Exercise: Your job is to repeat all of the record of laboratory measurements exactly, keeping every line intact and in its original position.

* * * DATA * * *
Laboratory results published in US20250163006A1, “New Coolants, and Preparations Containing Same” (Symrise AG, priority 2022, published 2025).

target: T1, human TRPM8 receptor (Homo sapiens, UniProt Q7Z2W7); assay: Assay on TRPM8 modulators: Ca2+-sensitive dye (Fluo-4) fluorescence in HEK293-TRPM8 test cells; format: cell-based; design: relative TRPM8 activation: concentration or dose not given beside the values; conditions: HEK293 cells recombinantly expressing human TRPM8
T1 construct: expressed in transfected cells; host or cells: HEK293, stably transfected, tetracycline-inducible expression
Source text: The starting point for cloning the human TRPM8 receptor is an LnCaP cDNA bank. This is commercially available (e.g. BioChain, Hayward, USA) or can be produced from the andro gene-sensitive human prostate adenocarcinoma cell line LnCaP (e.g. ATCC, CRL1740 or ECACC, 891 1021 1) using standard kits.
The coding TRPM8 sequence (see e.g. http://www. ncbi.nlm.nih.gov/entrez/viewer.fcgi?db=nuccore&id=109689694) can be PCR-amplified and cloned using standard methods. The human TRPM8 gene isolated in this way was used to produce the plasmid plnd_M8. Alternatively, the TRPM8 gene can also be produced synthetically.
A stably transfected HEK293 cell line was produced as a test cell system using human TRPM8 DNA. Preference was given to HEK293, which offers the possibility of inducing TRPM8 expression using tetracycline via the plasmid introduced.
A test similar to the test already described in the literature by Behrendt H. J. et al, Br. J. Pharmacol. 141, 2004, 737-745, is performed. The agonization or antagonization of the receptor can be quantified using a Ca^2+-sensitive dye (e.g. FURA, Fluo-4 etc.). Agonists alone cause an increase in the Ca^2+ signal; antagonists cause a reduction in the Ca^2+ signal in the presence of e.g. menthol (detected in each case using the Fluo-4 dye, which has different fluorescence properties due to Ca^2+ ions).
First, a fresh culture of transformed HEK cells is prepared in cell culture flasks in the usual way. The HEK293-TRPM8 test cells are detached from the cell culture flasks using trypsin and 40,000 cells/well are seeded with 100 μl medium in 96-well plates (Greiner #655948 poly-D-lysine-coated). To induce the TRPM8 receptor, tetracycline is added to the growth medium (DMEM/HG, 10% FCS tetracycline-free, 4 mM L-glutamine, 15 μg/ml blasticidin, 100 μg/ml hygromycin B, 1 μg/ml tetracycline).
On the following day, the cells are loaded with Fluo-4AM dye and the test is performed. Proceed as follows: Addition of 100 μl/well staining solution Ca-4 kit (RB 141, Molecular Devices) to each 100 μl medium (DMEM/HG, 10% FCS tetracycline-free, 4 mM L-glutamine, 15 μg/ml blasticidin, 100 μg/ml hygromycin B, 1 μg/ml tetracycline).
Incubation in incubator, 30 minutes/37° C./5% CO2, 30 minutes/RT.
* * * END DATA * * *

Laboratory results published in US20250163006A1, “New Coolants, and Preparations Containing Same” (Symrise AG, priority 2022, published 2025).

target: T1, human TRPM8 receptor (Homo sapiens, UniProt Q7Z2W7); assay: Assay on TRPM8 modulators: Ca2+-sensitive dye (Fluo-4) fluorescence in HEK293-TRPM8 test cells; format: cell-based; design: relative TRPM8 activation: concentration or dose not given beside the values; conditions: HEK293 cells recombinantly expressing human TRPM8
T1 construct: expressed in transfected cells; host or cells: HEK293, stably transfected, tetracycline-inducible expression
Source text: The starting point for cloning the human TRPM8 receptor is an LnCaP cDNA bank. This is commercially available (e.g. BioChain, Hayward, USA) or can be produced from the andro gene-sensitive human prostate adenocarcinoma cell line LnCaP (e.g. ATCC, CRL1740 or ECACC, 891 1021 1) using standard kits.
The coding TRPM8 sequence (see e.g. http://www. ncbi.nlm.nih.gov/entrez/viewer.fcgi?db=nuccore&id=109689694) can be PCR-amplified and cloned using standard methods. The human TRPM8 gene isolated in this way was used to produce the plasmid plnd_M8. Alternatively, the TRPM8 gene can also be produced synthetically.
A stably transfected HEK293 cell line was produced as a test cell system using human TRPM8 DNA. Preference was given to HEK293, which offers the possibility of inducing TRPM8 expression using tetracycline via the plasmid introduced.
A test similar to the test already described in the literature by Behrendt H. J. et al, Br. J. Pharmacol. 141, 2004, 737-745, is performed. The agonization or antagonization of the receptor can be quantified using a Ca^2+-sensitive dye (e.g. FURA, Fluo-4 etc.). Agonists alone cause an increase in the Ca^2+ signal; antagonists cause a reduction in the Ca^2+ signal in the presence of e.g. menthol (detected in each case using the Fluo-4 dye, which has different fluorescence properties due to Ca^2+ ions).
First, a fresh culture of transformed HEK cells is prepared in cell culture flasks in the usual way. The HEK293-TRPM8 test cells are detached from the cell culture flasks using trypsin and 40,000 cells/well are seeded with 100 μl medium in 96-well plates (Greiner #655948 poly-D-lysine-coated). To induce the TRPM8 receptor, tetracycline is added to the growth medium (DMEM/HG, 10% FCS tetracycline-free, 4 mM L-glutamine, 15 μg/ml blasticidin, 100 μg/ml hygromycin B, 1 μg/ml tetracycline).
On the following day, the cells are loaded with Fluo-4AM dye and the test is performed. Proceed as follows: Addition of 100 μl/well staining solution Ca-4 kit (RB 141, Molecular Devices) to each 100 μl medium (DMEM/HG, 10% FCS tetracycline-free, 4 mM L-glutamine, 15 μg/ml blasticidin, 100 μg/ml hygromycin B, 1 μg/ml tetracycline).
Incubation in incubator, 30 minutes/37° C./5% CO2, 30 minutes/RT.